Videotaped depos and listening/adding every false start/stutter

Okay.   This has been a question I've wanted to ask for a long time:  Do you listen to every word of the audio and put in all the stutters and false starts in a videotaped depo, or have your scopist do it?  I'm not talking words you missed; I'm talking the stutters and actual false starts.


I tell you, I cringe when my scopist puts in all the false starts and stutters.  I know they're supposed to be in there when it's a videotaped depo, I guess, but I just think it looks so bad. 

She'll put in "the -- the -- the --" and I know maybe that's how it's supposed to be done - I'm not faulting her - but I take that stuff out.  No attorney that hires a court reporting agency wants to see that in their transcript as to what they said; just looks terrible. 

I do put in the false starts if the job is videotaped but not if it's not videotaped.  Example:


Q     When did  -- who brought this issue to your attention?


What do you do?  What's your practice?  I know the answers are going to be all across the board on this one I bet.

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Kelli, this is a GREAT question and as a scopist, I read everyone's replies with great interest.  It's always an issue on my end, how much is too much to add back into the record without mucking it up so it's unreadable?  From my experience, in the earlier years when video depositions were less common, it was get every stutter and utterance.  Now that videos are becoming routine, I've seen a more relaxed attitude surface to leave out the stutters but pick up false starts and okays and you knows.  I also take into consideration the cadence of the speaker and put in stutters where it seems appropriate. So as a scopist, these are my thoughts to throw into the mix.

Kelli, The first thing I decide is:  Is this transcript going to be synced with the audio for trial?  If it is, I put every sound in as I'm writing and what I miss, I have my scopist at fill in the blanks.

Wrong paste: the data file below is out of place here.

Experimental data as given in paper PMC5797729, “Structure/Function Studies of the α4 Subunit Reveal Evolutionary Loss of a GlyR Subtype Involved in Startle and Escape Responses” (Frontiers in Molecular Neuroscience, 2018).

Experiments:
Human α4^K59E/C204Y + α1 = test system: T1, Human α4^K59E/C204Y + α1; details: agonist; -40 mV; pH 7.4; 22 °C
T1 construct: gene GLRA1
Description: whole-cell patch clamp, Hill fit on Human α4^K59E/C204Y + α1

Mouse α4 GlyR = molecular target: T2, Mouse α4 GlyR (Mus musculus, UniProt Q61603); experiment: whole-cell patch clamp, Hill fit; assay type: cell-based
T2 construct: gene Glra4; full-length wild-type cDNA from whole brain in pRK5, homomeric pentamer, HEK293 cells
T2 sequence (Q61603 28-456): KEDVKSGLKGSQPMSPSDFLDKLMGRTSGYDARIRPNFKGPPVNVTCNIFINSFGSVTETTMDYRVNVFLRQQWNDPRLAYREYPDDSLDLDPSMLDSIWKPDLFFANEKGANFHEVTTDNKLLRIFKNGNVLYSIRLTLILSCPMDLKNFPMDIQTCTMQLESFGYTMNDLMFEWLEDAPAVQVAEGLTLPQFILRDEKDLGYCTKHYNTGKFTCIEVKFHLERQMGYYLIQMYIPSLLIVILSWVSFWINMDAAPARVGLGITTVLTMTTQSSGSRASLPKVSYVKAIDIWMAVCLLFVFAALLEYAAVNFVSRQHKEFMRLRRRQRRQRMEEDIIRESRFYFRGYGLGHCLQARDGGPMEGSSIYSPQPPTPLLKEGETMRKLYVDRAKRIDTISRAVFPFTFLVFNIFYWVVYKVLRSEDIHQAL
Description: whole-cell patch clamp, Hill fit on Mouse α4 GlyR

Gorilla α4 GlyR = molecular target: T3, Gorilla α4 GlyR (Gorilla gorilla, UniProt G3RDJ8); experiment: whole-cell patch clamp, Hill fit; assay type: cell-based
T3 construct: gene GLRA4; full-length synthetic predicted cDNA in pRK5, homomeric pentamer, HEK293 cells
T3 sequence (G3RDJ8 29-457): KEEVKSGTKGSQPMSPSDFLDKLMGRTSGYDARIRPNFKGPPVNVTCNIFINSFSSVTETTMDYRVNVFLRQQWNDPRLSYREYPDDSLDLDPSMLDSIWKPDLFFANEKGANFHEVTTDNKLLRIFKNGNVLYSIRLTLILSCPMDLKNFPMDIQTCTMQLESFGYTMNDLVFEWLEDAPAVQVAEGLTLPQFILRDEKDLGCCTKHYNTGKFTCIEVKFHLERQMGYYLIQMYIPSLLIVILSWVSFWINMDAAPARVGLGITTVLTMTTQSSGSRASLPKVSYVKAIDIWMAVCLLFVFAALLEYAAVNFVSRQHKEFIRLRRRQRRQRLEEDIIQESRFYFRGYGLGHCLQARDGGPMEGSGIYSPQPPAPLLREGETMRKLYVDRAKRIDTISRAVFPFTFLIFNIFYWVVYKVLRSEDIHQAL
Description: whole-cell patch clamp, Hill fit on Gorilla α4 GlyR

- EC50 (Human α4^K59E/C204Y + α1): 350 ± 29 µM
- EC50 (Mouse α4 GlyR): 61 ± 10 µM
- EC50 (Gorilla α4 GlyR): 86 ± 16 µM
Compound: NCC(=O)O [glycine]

If it's not going to be synced I do the best I can and so does my scopists.

Hope this helps.


One more thing I love about being an official is not having to deal with videos!  But if I did, I think I would not do it myself.  I worry about my job and let the audio person worry about his, the syncing. I did read on another forum that the stutters are not necessary for syncing.  

As I also do scoping, I have been told by one or two reporters to put in even partial words. That made me want to pull my hair out.  But I just think it's important to know before the scoping is commenced how the reporter prefers to handle it.

Hope all is well with you, Kelli.


There's no way I leave in stutters like "I -- I -- I." That's been my practice before video and it is now. Video is not the boss of me! :D Seriously, I always cringe when I see transcripts or answers that endorse this kind of thing. I personally think it makes all of us look bad, no better than those awful 911 transcripts you see that were done from recordings, so that we look no better than recordings. We need to distinguish ourselves from recordings, IMO, for job security; and this is one way we can do so: show we're intelligent humans and can listen through cr*p. (OTOH, I once had a case involving alleged brain injury and stuttering, and it was gettable enough that I did take down each and every godawful "I," and I did include it; therefore, of course, I also had to include each and every stutter from the attorney, to be fair. But that's unusual.) I do keep in false starts if they are different words, such as your "When did -- who brought" example.